Esmeralda day

Made my way down to Headquarters in Durham, NC today for the Friday cupping. The week’s table featured the Panama Esmeralda, which was conspicuously missing all those quakers this year. Sadly, that did not prevent its mouth puckering tartness, still prominent in the finish and aftertaste. Don’t get me wrong, it has a bushel full of fruity flavors packed in layers of floral complexity. This is a very unusual coffee in that respect. But still, the disappointingly thin (tea-like) body rolls over into grape skin and banana peel astringency. It continues to escape me why everyone gives a pass to those aspects of this most sought after coffee. There is all that burgomot and citrus, but it is not, to my taste, the total package. It is, nonetheless, a peculiar curiosity.

I am not a roaster, but I can’t help but wonder if a shade or two darker might tame its wild heart.

Glasses of Gesha stacked and ready to grind.

Glasses of Gesha stacked and ready to grind.

A pretty package.

A pretty package.

  1. Phil,
    I appreciate the honesty here. On the other hand, I cannot offer much except that our experience is with some profiles, it tastes like you describe, with others, it doesn’t.

    Tannic and astringent notes along with a thin character should be a great concern if you see them because that does sound like a roast issue such as roasting raw.

  2. The taste and roast profiles on this batch are quite purposefully achieved by those who have labored on and crafted this batch. It is where they intended it to be. The accent of brightness on most of the company’s profiles is quite intensional, as it reflects the ideals of those who make these decisions, and places a premium on the greatest possible expression of origin character. We (CCC) live up to every bit of our reputation as a light handed roaster. In this particular case, I am not a fan of the resulting balance. The acidy nature of this Gesha is so pronounced that I do not doubt a darker version, sufficient to significantly soften it, would necessarily eradicate a healthy portion of the quantity of fruit in this basket.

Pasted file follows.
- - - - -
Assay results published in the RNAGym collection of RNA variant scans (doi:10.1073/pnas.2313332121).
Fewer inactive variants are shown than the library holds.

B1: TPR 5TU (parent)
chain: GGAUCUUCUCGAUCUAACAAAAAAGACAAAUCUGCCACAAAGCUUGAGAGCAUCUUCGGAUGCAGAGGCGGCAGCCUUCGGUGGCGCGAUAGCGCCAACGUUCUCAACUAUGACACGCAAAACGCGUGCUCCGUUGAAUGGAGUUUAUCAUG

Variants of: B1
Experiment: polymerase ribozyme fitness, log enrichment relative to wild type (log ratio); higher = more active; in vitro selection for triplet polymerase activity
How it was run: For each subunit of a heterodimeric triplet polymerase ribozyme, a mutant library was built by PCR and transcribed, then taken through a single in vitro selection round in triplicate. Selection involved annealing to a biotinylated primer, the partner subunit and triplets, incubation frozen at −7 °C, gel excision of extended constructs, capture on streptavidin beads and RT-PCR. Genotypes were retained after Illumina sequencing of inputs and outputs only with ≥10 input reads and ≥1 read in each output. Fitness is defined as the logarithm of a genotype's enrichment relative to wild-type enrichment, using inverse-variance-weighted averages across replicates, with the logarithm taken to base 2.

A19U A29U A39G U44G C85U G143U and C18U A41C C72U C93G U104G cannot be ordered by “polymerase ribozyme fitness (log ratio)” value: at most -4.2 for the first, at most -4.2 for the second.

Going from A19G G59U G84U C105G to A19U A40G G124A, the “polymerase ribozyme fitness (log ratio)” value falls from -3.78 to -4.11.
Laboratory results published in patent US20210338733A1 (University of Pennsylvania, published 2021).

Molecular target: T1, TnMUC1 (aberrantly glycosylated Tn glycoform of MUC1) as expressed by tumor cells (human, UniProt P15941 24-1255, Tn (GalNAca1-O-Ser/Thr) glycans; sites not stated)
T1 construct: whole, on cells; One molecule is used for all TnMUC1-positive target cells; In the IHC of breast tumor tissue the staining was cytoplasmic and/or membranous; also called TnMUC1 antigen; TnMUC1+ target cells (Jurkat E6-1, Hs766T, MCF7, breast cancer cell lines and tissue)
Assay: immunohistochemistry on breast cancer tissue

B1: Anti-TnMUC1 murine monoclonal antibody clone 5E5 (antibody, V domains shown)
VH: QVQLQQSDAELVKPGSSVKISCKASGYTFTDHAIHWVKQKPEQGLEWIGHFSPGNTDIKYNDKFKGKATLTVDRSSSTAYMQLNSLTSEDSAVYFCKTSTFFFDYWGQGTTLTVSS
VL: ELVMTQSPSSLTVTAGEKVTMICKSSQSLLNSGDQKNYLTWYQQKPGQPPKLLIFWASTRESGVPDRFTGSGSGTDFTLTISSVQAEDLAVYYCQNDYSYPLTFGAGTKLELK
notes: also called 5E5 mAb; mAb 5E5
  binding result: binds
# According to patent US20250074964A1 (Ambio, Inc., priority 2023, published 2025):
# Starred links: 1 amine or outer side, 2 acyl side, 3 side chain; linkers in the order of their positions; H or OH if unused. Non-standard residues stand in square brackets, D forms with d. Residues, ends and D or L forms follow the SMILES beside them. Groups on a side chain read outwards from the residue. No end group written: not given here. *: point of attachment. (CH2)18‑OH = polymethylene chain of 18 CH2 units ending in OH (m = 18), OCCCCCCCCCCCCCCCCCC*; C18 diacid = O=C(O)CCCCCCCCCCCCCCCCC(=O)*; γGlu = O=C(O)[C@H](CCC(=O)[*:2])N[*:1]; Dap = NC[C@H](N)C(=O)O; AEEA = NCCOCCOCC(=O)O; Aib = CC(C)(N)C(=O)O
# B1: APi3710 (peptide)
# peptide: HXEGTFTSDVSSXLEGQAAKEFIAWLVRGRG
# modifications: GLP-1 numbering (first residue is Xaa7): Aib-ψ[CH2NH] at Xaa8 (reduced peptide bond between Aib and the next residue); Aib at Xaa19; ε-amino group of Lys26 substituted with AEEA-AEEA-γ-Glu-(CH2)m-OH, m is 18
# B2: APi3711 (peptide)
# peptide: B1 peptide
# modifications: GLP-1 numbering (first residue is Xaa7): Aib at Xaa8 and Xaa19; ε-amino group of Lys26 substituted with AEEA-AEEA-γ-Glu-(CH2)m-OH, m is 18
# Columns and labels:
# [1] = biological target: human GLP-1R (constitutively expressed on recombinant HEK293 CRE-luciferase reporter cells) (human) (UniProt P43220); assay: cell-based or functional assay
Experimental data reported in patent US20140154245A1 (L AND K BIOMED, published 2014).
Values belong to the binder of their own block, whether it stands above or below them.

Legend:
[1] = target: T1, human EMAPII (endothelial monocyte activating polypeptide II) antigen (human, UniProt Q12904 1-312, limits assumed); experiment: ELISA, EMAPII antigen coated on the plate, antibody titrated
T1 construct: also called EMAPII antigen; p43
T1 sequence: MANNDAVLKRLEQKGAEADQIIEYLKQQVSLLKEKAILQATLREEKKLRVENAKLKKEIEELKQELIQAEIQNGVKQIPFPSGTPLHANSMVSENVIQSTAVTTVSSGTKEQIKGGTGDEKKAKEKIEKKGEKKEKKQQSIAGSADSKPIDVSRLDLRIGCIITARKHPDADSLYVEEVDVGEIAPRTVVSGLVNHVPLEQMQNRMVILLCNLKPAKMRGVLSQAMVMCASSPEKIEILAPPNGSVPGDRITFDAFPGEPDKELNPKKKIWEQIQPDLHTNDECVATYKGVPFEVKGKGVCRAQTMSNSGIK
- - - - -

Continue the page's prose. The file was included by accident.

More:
I believe that the expression “roasting raw” is a little bit misleading in the way you use it. I see that you mean it to indicate a level of roast that is at one far end of a spectrum, and I can appreciate the bell curve is fattest in the middle of any spectrum. However, to say that a roast level is raw is exaggeration, if not an outright hyperbole. If a batch has passed a complete first crack, then all moisture has been driven out. If the color has passed from a yellowish shade to a brownish shade, there has been sufficient Malliard reactions to satisfy any criteria one may establish for an organic material to be considered cooked. Whether or not it has reach an individual’s idea of being done or not at that point is a matter of taste.

    If this term is something one finds useful for internal discussions, then by all means, use it. In context of industry wide discussion, it seems to me to be borderline deceptive, as some may take the term literally. I can assure you that no CCC batch comes out of the roaster raw in a literal sense.

    In the coffee industry there is certainly a colorful pallet of tastes, and if we wish not to be seen as exclusive and snobby elitists who group together in invitational cliques, we must accept and appreciate a variety of opinions. I try to be careful not to dismiss others’ careful intentions as technical errors or uneducated mistakes even when they fall outside of my personal preferences.

  3. Thanks for your honest take. It’s nice to hear someone not completely smitten with Esmerelda. I haven’t had CCC’s version and I’ve only had it once before, but I have to say I was certainly disappointed, at least given the price, and would find it hard to justify more than a cup. I certainly think it’s good. It tends to produce a complex and amazing cup, but so light and so delicate. I think what you’re getting at here – and my issue with it as well – is that no matter how good it is, it seems ironic that the world’s most sought-after coffee (or whatever the right description is here) ends up tasting more like a wonderful tea than a wonderful coffee.

  4. Roasting raw is not relative to roast degree. You can go into second and still have this. It simply implies ‘al dente’, if you will, so the term is sharply accurate. You are roasting it but it isn’t ‘cooked’ at the finish of a roast, regardless of outward visual appearance. That should be enough for you to find a relative term you use.

    Not a statement about your product, but I made the note as it reads, if you see astringency, thin, and tannic, it might be a roast issue.

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